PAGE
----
Attackers are exploiting a misconfiguration in the Docker Engine API to deliver a malicious Docker container called OracleIV that acts as a distributed-denial-of-service (DDoS) bot agent capable of conducting attacks.
In a blog post Nov. 13, Cado Security Labs researchers said OracleIV was so named because it’s built from an image called “oracleiv_latest” that contains Python malware compiled as an Executable and Linkable Format (ELF) file.
Matt Muir, threat research lead at Cado Security Labs, explained that OracleIV demonstrates that attackers continue to search for and exploit misconfigured Docker deployments. Muir said this news should concern any organization that uses Docker in production, especially the Docker Engine API.
“Usage of this API is common in cloud-native and microservice-driven architectures, so we urge security teams tasked with monitoring this technology stack to pay particular attention to securing the Docker host,” said Muir. “In common with similar web-facing services (Jupyter, Redis), it's highly recommended that firewalls and security groups are used to prevent unauthorized access to the API.”
Muir added that OracleIV highlights the ease in which attackers can hijack an exposed Docker host and run malicious code in a portable way. The campaign also shows that attackers can use Dockerhub, Docker's image hosting library, to host and distribute malicious images. As a result, Muir said Docker users should understand the potential for images hosted on Dockerhub to get shipped with malicious code. He said his team recommends periodic security scanning of these images.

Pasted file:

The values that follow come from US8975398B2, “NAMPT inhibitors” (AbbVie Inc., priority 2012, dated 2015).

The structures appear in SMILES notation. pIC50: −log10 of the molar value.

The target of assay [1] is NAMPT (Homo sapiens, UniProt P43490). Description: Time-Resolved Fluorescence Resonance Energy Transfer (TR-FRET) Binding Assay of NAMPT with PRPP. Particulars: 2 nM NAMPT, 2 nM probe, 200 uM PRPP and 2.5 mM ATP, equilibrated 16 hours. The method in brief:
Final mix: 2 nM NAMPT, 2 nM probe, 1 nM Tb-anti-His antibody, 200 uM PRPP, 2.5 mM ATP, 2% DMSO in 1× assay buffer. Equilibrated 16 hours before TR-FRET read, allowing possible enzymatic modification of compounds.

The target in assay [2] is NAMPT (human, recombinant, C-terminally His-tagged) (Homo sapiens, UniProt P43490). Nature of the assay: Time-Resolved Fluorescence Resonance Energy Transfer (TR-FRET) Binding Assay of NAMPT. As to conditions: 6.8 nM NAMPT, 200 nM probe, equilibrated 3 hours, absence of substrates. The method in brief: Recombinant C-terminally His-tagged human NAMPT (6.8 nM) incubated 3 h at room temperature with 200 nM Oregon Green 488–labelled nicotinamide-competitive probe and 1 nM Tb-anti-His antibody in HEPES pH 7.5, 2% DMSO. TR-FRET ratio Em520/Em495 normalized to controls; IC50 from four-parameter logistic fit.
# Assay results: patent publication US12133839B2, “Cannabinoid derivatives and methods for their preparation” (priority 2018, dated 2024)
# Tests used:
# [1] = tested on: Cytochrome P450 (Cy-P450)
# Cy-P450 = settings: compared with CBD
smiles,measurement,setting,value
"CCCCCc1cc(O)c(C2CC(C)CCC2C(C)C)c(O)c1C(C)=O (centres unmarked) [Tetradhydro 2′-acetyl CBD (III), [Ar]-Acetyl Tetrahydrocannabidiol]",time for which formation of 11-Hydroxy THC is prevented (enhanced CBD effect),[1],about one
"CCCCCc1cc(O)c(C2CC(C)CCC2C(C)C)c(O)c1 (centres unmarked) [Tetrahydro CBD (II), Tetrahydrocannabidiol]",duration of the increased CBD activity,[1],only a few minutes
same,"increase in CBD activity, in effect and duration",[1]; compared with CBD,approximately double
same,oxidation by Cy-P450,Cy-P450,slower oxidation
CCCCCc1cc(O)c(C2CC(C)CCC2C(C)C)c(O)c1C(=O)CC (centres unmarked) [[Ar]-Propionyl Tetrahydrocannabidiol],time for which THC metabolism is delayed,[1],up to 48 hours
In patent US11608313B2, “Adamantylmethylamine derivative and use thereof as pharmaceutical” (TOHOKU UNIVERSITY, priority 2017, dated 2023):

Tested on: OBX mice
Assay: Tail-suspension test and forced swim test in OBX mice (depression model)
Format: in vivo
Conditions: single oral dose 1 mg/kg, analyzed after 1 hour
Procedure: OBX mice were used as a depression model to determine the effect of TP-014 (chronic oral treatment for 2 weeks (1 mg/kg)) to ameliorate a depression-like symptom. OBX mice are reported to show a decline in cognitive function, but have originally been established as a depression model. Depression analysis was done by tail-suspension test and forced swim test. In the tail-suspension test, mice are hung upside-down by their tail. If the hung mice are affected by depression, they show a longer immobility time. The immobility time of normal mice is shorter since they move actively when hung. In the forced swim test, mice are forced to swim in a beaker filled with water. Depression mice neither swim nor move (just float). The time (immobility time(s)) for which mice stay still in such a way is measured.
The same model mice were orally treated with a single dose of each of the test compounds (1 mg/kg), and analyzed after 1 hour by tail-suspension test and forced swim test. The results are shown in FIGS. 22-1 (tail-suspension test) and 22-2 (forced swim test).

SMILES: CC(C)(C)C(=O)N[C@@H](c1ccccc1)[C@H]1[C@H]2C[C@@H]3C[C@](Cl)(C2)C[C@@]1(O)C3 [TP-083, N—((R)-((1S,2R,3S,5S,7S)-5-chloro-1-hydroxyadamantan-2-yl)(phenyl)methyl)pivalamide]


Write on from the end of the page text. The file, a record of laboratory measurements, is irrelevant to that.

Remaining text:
Craig Harber, security evangelist at Open Systems, said exposing the Docker API to the internet is a hacker's dream scenario: it offers them an opportunity to gain an initial foothold into a system.
“There are several published reports of hackers and red teams successfully exploiting this vulnerability,” said Harber. “It justifies why hackers continuously scan the internet, looking for exposed endpoints to exploit. After the hacker identifies a vulnerable endpoint, they send commands to the container to gain unauthorized access to the system.”
Scott Gerlach, co-founder and CSO at StackHawk, said OracleIV shows why security and DevOps teams need to work more closely together. Docker and other containerized options significantly increase the speed and reliability of development, but Gerlach said security teams have to understand the environment to fully gain the benefit without unintended consequences.
Gerlach noted that while it's clearly called out in the documentation, the default deployment of the Docker TCP API is unencrypted and unauthenticated. Gerlach explained that someone in haste, or without fully understanding the environment, might not be aware that this could potentially expose this kind of issue to the public internet.
“There are ways to securely deploy the Docker Engine as well as other container systems, such as Kubernetes,” said Gerlach. “But without understanding of those systems and the environment to which they are deployed, as well as the potential security issues, attackers will continue to find the easy way into a system to accomplish their goals.”